Financial pressures at Blockbuster Inc. raise questions about local stores surviving
A new round of financial pressures at Blockbuster Inc. is generating local questions about the national chain’s future.
The questions follow years of movie rental store downsizing as the industry shifts to digital product delivery instead of packaged media. Already this year, the Ann Arbor area’s Hollywood Videos have closed.
Source: Blockbuster Inc.
Area Blockbuster stores are located in Woodland Plaza, 2248 S. Main, and Traver Village, 2610 Plymouth Road, in Ann Arbor; 2547 Ellsworth in Ypsilanti Township; and 1305 E. Michigan Ave. in Saline.
The chain has already announced plans to close up to 545 stores this year through a major downsizing effort that started in spring.
“We have an expectation that they’re going to close most if not all of the stores,” said Tom Goldberg, co-owner of Woodland Plaza at South Main and Ann Arbor-Saline Road.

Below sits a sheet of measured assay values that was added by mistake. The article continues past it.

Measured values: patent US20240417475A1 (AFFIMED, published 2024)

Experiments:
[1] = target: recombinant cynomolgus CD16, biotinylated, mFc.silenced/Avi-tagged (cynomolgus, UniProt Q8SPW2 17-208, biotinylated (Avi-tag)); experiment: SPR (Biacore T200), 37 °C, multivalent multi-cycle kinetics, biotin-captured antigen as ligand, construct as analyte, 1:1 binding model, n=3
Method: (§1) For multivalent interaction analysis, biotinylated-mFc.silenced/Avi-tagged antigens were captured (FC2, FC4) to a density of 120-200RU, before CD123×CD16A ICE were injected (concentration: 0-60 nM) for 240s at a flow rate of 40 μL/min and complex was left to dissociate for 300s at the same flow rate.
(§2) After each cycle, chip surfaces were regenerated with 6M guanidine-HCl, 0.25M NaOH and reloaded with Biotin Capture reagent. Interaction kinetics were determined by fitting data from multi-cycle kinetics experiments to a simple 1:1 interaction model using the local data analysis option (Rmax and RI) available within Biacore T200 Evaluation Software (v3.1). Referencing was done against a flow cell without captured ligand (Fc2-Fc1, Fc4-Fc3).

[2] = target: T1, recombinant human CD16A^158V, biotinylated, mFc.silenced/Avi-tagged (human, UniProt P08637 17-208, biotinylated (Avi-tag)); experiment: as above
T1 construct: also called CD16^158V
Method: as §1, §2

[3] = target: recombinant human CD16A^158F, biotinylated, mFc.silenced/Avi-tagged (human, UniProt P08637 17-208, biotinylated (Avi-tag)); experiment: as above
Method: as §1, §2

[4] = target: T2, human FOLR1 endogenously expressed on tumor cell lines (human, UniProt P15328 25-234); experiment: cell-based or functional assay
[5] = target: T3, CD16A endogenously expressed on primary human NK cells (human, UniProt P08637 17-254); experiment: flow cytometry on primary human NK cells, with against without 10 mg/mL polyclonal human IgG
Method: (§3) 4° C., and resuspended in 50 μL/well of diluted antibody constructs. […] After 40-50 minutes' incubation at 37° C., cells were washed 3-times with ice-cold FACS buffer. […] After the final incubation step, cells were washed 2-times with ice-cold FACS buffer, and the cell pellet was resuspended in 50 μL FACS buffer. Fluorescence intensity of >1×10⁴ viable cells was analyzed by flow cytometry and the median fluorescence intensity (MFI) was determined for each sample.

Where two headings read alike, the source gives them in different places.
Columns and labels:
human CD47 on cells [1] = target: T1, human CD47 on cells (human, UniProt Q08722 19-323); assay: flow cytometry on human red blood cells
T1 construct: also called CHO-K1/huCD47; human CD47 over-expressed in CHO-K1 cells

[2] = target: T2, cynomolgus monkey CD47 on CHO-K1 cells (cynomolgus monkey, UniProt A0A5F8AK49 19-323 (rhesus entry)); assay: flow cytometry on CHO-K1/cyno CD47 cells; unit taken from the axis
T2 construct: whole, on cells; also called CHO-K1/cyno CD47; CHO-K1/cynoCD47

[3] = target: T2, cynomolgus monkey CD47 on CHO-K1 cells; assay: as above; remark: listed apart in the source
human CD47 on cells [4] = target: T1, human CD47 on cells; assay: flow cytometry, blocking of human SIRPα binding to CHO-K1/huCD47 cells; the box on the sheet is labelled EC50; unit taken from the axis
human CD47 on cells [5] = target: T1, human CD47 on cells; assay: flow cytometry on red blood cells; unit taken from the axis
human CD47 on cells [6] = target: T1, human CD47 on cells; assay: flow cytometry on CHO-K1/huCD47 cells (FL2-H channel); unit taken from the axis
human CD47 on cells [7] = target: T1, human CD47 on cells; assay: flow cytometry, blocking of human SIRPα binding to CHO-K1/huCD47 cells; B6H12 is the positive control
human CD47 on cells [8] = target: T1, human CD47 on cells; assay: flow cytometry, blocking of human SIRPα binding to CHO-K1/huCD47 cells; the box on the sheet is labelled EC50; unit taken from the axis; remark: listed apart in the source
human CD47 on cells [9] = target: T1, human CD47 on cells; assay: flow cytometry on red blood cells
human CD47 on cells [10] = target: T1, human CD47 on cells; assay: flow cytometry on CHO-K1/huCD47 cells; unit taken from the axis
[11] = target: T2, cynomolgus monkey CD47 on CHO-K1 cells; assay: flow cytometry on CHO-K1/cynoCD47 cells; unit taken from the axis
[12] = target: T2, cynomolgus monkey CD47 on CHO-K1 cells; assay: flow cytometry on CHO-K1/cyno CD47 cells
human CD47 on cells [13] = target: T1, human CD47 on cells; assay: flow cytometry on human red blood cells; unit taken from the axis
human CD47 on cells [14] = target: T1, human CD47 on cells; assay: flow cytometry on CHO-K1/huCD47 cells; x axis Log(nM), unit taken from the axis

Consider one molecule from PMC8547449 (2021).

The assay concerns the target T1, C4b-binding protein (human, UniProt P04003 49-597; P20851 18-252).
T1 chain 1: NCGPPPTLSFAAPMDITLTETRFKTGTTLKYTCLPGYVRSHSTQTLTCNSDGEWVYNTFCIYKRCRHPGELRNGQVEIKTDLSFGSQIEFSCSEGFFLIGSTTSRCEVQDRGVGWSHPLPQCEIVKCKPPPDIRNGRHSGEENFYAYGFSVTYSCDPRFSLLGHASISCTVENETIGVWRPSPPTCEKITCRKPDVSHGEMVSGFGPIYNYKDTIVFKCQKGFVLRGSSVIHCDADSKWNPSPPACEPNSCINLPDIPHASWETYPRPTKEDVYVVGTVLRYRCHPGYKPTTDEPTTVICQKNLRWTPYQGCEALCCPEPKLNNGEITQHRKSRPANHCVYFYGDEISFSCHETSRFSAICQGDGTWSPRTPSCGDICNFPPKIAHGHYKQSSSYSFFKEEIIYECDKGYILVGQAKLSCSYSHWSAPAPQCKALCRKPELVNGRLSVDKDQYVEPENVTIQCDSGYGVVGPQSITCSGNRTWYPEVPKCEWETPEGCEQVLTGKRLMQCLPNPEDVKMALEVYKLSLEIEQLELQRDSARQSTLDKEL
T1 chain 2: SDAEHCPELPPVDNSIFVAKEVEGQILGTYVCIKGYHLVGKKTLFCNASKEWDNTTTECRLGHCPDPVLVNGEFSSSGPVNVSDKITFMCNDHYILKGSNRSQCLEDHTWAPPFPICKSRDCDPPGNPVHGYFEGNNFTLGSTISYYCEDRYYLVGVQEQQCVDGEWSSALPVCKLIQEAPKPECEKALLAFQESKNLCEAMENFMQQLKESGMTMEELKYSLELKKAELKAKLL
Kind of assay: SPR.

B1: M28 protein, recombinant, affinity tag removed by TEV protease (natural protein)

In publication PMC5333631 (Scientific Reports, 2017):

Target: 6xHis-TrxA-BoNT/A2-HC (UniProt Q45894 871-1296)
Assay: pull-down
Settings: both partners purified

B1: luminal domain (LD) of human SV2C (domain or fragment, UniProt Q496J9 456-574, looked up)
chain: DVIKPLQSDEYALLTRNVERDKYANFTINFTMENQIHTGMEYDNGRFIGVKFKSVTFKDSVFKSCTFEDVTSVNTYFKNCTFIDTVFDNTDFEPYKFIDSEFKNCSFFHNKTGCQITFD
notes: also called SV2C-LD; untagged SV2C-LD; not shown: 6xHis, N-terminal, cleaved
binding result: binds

However, as of the end of last week, no closing notice has been given.
“We’ve had no formal notice or dialogue with them,” Goldberg said.
The Dallas-based Blockbuster announced early this month that its stock was to be delisted from the New York Stock Exchange. After missing a $42 million interest payment this month, it also reached an agreement with a majority of its investors to enter forbearance - a period where the lender will hold off on collecting an overdue payment - until at least Aug. 13.
That news followed a warning issued by the company in March that it could face bankruptcy due to its $1 billion debt.
In 2006, the chain operated more than 5,000 stores in the U.S. That number was down to 3,525 early this year.
Meanwhile, the chain is converting its business model to adapt to direct-to-consumer electronic delivery and movie rental kiosks, both of which - if successful - will further reduce the retailer’s need for prime store space.
Each closing would leave, on average, a 5,000-square-foot retail vacancy.
The local stores are performing well, according to real estate sources. That let them survive previous rounds of downsizing, even as real estate representatives sought rent concessions and renegotiated lease terms.
However, the chain's overall financial picture and the industry's direction may make a local round of closings inevitable, Goldberg said.
"It seems like it's in the cards," he said. "I suspect we'll see it by the end of the year."